TOKYO – Japan’s economy in the October-December period of last year shrank an annualized real 7.1 percent from the previous quarter, revised down from the 6.3 percent contraction initially reported, government data showed Monday.
The shrinkage in real gross domestic product, or the total value of goods and services produced in the country adjusted for inflation, corresponds to a 1.8 percent decrease on a seasonally adjusted quarterly basis, according to the Cabinet Office.
The first GDP contraction in five quarters, which came after Japan raised the consumption tax rate to 10 percent from 8 percent last October, was worse than the average 6.8 percent annualized shrinkage forecast by private-sector economists polled by Kyodo News.
The result compares with an annualized 7.4 percent slump logged in the April-June quarter of 2014 after the previous consumption tax hike from 5 percent to 8 percent in April that year.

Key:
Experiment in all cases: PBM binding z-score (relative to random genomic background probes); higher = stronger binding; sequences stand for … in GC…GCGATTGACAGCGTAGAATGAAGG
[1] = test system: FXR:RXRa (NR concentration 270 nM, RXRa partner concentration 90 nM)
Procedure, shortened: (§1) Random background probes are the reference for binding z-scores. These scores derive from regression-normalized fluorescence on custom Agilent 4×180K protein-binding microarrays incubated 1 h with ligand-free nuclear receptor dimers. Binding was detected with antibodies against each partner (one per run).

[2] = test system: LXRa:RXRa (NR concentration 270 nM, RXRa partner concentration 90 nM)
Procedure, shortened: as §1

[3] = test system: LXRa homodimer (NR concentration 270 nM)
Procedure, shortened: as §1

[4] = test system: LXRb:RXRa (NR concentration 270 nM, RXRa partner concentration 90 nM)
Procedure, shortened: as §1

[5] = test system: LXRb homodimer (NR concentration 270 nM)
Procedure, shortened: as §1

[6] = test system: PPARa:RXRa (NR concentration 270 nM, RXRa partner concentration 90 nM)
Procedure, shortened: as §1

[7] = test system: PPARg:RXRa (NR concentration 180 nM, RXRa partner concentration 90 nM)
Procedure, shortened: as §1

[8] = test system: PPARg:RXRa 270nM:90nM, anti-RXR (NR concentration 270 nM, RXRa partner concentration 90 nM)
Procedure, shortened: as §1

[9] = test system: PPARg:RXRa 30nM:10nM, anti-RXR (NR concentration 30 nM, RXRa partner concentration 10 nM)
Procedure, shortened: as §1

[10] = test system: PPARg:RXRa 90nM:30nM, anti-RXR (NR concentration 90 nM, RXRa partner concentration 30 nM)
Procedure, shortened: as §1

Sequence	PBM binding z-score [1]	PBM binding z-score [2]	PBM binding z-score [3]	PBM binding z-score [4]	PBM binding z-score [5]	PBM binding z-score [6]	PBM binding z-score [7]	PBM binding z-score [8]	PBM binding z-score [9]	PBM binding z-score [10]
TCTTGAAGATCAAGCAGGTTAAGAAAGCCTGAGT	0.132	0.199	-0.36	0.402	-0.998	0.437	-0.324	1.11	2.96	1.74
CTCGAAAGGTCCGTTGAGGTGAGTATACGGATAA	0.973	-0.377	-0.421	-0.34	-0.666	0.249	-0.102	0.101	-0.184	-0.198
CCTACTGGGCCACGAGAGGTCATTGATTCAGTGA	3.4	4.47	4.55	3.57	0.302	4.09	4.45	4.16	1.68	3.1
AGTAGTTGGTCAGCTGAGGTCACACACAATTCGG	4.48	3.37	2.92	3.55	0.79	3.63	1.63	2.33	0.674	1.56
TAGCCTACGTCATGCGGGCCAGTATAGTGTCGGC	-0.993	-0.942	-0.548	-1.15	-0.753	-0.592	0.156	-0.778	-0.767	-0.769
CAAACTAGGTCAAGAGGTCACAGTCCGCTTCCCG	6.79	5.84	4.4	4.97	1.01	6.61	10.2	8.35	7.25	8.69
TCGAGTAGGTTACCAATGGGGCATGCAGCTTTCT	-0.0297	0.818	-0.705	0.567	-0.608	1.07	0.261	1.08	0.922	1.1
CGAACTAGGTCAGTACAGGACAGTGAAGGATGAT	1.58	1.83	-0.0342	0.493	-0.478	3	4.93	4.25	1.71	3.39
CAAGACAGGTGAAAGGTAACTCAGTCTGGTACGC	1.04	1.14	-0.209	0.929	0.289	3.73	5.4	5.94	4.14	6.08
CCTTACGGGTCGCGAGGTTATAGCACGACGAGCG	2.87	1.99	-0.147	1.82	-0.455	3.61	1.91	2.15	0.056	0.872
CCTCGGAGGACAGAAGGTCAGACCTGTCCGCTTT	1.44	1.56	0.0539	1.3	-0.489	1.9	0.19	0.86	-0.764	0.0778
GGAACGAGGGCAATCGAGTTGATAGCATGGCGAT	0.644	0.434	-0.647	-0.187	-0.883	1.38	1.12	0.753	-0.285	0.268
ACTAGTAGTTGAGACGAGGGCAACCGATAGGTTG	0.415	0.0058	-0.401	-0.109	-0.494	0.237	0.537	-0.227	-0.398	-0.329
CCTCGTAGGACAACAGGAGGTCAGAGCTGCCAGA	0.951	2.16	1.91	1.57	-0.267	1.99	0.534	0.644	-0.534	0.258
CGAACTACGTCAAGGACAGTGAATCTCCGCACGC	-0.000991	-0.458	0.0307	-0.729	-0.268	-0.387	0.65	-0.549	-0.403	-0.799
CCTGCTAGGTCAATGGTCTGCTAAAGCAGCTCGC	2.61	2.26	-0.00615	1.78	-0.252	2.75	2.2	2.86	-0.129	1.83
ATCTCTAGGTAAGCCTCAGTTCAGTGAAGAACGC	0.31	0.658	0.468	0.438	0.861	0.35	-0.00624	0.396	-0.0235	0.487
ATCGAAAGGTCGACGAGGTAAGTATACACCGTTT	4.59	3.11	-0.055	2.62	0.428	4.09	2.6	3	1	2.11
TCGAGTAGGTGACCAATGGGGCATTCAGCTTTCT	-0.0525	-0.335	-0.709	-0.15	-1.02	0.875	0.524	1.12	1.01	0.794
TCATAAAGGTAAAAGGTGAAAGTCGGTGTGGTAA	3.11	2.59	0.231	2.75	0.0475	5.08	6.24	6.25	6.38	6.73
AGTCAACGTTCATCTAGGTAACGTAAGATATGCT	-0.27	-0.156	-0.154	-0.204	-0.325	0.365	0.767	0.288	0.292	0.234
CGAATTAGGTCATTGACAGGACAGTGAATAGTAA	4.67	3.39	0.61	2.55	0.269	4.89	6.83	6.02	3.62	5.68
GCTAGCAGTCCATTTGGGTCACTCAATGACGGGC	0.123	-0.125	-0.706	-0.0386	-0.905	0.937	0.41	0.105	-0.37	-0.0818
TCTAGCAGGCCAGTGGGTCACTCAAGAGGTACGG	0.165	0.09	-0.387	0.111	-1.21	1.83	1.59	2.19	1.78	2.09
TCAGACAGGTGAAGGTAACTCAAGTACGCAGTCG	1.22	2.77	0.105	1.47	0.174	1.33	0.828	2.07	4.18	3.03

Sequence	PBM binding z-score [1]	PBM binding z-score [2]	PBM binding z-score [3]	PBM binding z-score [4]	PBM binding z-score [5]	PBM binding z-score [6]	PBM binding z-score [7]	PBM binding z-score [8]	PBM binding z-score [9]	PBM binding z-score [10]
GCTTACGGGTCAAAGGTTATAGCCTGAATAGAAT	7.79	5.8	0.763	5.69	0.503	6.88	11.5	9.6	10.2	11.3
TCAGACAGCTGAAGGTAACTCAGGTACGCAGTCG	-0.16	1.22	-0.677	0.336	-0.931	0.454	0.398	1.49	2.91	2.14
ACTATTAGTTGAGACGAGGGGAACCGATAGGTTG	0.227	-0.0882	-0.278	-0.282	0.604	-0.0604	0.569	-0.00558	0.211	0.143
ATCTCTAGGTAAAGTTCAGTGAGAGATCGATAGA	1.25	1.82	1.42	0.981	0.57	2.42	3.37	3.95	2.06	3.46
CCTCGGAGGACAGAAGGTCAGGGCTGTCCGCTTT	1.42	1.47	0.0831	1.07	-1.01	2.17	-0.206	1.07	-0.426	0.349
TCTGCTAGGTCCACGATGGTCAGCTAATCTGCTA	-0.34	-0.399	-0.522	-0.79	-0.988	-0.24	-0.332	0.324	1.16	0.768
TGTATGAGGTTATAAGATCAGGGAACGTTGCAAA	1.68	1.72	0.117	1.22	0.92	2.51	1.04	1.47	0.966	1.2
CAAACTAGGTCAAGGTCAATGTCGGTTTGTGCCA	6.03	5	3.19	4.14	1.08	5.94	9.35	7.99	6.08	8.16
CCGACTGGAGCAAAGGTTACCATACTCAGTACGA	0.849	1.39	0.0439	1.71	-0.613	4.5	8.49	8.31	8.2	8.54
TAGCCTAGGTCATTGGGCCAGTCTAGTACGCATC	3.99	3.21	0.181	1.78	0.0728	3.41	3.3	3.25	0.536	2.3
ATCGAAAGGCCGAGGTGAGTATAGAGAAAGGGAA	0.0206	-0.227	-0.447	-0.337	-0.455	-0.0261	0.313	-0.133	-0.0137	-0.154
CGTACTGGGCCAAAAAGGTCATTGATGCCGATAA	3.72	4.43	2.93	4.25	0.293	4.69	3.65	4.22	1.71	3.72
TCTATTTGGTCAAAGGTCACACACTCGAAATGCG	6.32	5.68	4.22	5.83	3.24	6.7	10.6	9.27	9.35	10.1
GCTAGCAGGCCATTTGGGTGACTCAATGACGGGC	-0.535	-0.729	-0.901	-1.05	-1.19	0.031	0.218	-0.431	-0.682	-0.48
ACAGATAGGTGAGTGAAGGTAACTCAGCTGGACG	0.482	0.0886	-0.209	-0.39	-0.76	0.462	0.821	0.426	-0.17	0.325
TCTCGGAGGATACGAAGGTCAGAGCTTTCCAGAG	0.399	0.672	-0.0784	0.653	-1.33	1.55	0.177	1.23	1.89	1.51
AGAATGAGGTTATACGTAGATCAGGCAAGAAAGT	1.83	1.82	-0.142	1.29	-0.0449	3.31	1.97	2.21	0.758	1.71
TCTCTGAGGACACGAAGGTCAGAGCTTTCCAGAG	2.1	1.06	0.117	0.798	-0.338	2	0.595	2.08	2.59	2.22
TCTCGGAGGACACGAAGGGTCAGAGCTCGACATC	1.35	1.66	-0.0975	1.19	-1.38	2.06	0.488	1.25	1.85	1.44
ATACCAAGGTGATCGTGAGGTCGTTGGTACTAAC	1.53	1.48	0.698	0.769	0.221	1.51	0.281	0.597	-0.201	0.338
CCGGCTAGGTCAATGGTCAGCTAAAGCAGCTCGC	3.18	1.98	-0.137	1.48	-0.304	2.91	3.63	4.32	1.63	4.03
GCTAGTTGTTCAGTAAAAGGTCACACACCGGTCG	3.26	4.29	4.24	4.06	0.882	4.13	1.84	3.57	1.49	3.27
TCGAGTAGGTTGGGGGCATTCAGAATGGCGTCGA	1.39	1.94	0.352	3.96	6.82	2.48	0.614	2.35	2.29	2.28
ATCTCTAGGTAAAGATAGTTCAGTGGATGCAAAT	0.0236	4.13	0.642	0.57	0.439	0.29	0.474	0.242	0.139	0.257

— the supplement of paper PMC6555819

Capital expenditure dropped 4.6 percent from the previous quarter, deteriorating from the preliminary reading of a 3.7 percent fall.
Private consumption, which accounts for more than half of Japan’s economy, decreased 2.8 percent, upgraded from the initial reading of a 2.9 percent drop.
Public investment grew 0.7 percent, downgraded from 1.1 percent growth.
Nominal GDP, which is not adjusted for inflation, contracted an annualized 5.8 percent in the reporting quarter, down from a 4.9 percent shrinkage.